Five Potential Security Concerns Related to Wearables
The use of wearable technology is on the rise, spurred by the recent launch of the Apple Watch. Forward-thinking enterprises are looking to wearables as another opportunity for mobile technology to drive greater efficiency, enhance communication and improve workflow. The launch of enterprise-focused wearable apps, such as Salesforce and Zoho, is pushing the adoption of WYOD (wear your own device) within enterprise organizations. In fact, research shows that more than 200 million wearables will be in use by 2018.
As these devices grow in popularity, so do concerns over security. In fact, according to a 2014 report by Pricewaterhouse Coopers, 86 percent of respondents expressed concern for wearables increasing the risk of data security breaches. With enterprise-sensitive information now being transferred from wrist to wrist, businesses should prepare early and create security policies and procedures regarding the use of wearables within the enterprise.
In this slideshow, Accellion describes five potential security threats that enterprises need to consider and address related to WYOD.
WYOD Security Issues
Click through for five potential security threats that enterprises need to consider and address related to wearable devices, as identified by Accellion.
You Don’t Have to be a Hacker
Not a day goes by without news of security breaches at the hands of hackers. The truth is that without built-in PIN protection or security fingerprinting, just about anyone can access the contents stored on a wearable. If a device is lost or misplaced, anyone potentially has access to the information, since wearables have the ability to store data locally without encryption, PIN protection or user-authentication features.
Solution: Device manufacturers must take measures to strengthen user data protection. Privacy can be exponentially improved by enforcing security protections such as the requirement for unique and complex passwords, as well as the encryption of communications and data storage.
Spy Gear for the Twenty-First Century
Secret agent technology popularized in television from the 1960s is becoming more of a reality as devices continue to permeate popular culture and modern business. Wearable devices allow users to easily and discreetly capture video and audio. As everyday items such as watches and eyeglasses are turned into wearable smart devices, it becomes difficult to curtail surveillance and protect information derived from the images collected. Wearables tend to be small and more discreet, which makes it easier than ever to steal data-sensitive information.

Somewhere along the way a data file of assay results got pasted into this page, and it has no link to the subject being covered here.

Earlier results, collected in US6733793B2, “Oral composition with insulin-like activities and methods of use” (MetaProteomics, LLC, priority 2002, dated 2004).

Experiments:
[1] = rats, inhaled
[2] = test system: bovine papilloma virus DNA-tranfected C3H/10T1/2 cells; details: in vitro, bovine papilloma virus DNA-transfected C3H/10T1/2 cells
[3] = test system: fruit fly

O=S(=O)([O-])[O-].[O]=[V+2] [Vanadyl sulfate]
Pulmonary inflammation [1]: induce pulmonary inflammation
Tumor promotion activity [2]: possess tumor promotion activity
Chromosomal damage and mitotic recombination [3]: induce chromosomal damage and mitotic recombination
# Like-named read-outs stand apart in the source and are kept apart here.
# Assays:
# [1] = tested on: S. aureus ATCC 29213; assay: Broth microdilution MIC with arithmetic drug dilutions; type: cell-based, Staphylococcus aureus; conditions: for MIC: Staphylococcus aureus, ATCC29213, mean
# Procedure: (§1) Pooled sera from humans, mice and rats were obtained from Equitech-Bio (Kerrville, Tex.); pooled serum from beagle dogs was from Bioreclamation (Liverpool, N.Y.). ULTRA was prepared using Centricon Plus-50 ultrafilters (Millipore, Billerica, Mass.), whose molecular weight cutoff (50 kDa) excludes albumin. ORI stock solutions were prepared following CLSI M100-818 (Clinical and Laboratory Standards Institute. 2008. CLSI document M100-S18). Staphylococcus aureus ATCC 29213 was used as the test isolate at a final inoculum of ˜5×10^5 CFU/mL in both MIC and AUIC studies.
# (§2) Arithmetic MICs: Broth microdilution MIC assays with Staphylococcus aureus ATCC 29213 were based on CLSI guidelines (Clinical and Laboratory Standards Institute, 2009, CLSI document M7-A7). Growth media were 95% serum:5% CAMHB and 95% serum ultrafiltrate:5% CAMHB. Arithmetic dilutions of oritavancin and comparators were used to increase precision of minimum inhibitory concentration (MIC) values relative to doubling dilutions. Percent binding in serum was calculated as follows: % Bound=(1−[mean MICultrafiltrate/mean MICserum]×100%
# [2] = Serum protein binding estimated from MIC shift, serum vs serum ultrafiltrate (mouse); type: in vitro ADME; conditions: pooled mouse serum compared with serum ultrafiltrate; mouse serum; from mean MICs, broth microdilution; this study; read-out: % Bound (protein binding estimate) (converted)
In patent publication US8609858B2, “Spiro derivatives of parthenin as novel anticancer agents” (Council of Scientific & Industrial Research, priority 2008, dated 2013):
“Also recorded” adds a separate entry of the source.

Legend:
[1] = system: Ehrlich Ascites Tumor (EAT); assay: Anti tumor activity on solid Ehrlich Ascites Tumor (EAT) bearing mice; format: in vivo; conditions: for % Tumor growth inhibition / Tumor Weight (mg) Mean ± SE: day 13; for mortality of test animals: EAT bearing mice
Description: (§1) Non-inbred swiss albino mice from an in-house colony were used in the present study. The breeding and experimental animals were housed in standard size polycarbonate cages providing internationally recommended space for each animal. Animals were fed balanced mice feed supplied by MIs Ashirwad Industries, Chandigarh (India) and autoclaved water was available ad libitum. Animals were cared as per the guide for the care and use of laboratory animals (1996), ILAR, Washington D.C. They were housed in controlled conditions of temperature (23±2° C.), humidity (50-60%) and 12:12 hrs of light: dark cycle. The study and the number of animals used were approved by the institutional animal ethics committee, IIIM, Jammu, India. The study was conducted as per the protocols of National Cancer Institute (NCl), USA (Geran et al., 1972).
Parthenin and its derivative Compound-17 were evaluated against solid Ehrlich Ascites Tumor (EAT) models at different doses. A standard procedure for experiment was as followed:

Solution: Video and audio captured by wearable devices should be controlled by policy, and regular checks and controls should be put in place to ensure enforcement of those policies. For example, companies can create an acceptable-use policy highlighting when and where wearable video / audio recording capabilities are allowed. This policy can be enforced by requiring both the employer and users to sign a written agreement, acknowledging that they have read and understand the policy. Enterprises can also require use of software applications to ensure that any captured video and images are stored in an encrypted secure container under IT control.
An Open Window of Opportunity for the Persistent
Bluetooth and Wi-Fi communication between wearable devices and paired smartphones is another area of vulnerability for enterprise data. Recently, security firm BitDefender demonstrated that the Bluetooth communication between Android devices and smartphones could be deciphered using brute-force attacks. Rather than focusing in on software vulnerabilities, hackers opt for persistent trial and error, trying username and password combinations until they crack the code and are able to access contents stored on devices.
Solution: Businesses should consider restricting wearable device capabilities that pose the most risk, including disabling certain features and restricting where in the organization wearable technology will be allowed or prohibited.
Black Market Data
A major concern for individuals is the sale of sensitive information tracked by wearable devices. Such data is highly sought after by third-party advertisers and marketers. Additionally, data transfers between parties have the potential to be intercepted by hackers.
Solution: IT departments need to keep security top of mind. IT app developers have the option to build their apps from the ground up with a strong focus on security using robust data encryption to prevent hackers from accessing data.
Where Are My Keys?!
Would you share your house keys with your neighborhood? Probably not. The same mindset should apply to your data. When storing information in a public cloud, enterprise data is placed at risk since encryption keys are also in the hands of the cloud service providers and architects.
Solution: Whether information is being stored via smartphones or wearables, organizations should be aware of the risks associated when using the public cloud. Enterprises should consider facilitating a private cloud on-premise storage solution that guarantees ownership of encryption keys for maximum protection and control over stored data.